UPDATED 5:30 AM Christmas morning, adding more information:
The Interview isn’t the worst movie ever made. It’s not even the worst movie Sony released this holiday season.
To: Amy/So how far do we let the boys go with the Kim-has-no-butthole business??//ml
To: Michael/I don’t know, six jokes max? The test auds loved it! did you remember to get the rights to that katy perry song?//ap
To: Amy/Sheesh, Ames, I totally forgot, glad you reminded me, gosh we could have been in some hot water! Hey! And don’t forget to congratulate Dan Sterling on writing in that awesome are-margaritas-gay? business — it’s so fresh!//ml
To: Michael: Actually James and Seth came up with that. They made a bet over who could top the bit about Eminem being queer. I mean gay! Gay!//ap
Well, I don’t remember being enlightened by any stolen Sony e-mails on the subject of The Interview, though I imagine they were along these lines. It’s an awfully stupid movie, and by stupid, I don’t mean good-stupid, the kind that makes you laugh so hard you forget to be embarrassed. The Interview is so drenched in flop sweat that anyone seeing it for reasons of patriotism should be saluted.
Here are James Franco as Dave Skylark, a cheerfully oleaginous moron of a talk-show host (so original, that idea!) and Seth Rogen as Aaron Rappaport, his friend and producer given to orgasmic huzzahs in the control room when Eminem (in a terrific cameo) comes out of the closet (“This is like Spike Lee just said he’s white!”), or Rob Lowe reveals he’s bald (ditto) or Joseph Gordon-Levitt reveals he’s Joseph Gordon-Levitt (ditto again). When they learn that their show is a favorite of Kim Jong-un (Randall Park), they wangle a live interview, prompting a CIA team lead by Agent Lacey (Masters of Sex‘s Lizzy Caplan) to recruit them to take him out.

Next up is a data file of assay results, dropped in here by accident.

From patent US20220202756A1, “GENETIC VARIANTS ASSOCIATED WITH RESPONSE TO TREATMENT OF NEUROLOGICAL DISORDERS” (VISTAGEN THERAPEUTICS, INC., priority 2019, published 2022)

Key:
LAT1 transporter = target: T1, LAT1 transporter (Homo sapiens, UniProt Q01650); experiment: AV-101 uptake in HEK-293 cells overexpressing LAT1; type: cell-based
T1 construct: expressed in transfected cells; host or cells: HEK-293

Arriving in Pyongyang, Aaron and Dave are treated to a sugar-coated view of North Korea and a full-on charm offensive (offensive, of course, being the operative word) that at first seduces Dave. For Aaron’s enjoyment there’s Sook (Diana Bang) as the Supreme Leader’s sexy chief flack. So we have a Hope & Crosby road movie as re-imagined by high school sophomores on a good bong night. Except nobody has to remember what happened the morning after a good bong night because, presumably, they haven’t spent $45 million on the weed.
Rogen and co-director Evan Goldberg let the film sag noticeably in the middle of its 112 minutes, as if they really had nothing more than two jokes and an exploding head to pitch. The film’s final third takes a sharp turn from the good-natured if crude slapstick comedy of these bumbling buddies to a drippy morality tale ginned up with some horror-film violence as Kim meets his fiery end (Spoiler? Like, where’ve you been the last few weeks?)
The Interview has the earmarks of a corporate concoction gone wildly awry. Jokes don’t land, scene shifts jerk us through the threadbare plot and only Bang, as the mouthpiece-turned-freedom-fighter seems to have had any fun. When the sage said it’s not the high ground democracy needs to protect, it’s the low-hanging fruit, The Interview is what he had in mind.
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